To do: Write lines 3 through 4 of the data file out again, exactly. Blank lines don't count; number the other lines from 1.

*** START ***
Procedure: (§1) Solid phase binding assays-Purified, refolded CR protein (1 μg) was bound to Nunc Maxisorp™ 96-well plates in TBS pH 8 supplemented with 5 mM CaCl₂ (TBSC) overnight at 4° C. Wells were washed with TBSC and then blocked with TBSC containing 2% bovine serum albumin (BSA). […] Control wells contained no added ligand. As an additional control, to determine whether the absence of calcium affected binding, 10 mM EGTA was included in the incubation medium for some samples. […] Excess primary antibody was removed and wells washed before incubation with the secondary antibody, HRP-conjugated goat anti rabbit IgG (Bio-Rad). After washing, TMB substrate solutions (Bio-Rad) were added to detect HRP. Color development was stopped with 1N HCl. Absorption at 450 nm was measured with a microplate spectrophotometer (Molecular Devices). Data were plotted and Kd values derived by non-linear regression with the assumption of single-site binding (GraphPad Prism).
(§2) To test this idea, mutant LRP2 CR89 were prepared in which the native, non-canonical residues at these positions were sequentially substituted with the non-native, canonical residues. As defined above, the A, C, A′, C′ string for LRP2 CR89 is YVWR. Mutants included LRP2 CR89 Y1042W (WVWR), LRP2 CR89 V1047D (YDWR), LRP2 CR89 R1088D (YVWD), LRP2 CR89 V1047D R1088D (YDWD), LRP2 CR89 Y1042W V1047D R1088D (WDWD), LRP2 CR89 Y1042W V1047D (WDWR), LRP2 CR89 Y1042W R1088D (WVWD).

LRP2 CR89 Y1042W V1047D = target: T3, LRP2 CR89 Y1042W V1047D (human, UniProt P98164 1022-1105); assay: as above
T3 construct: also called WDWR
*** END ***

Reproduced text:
LRP2 CR89 Y1042W V1047D = target: T3, LRP2 CR89 Y1042W V1047D (human, UniProt P98164 1022-1105); assay: as above
T3 construct: also called WDWR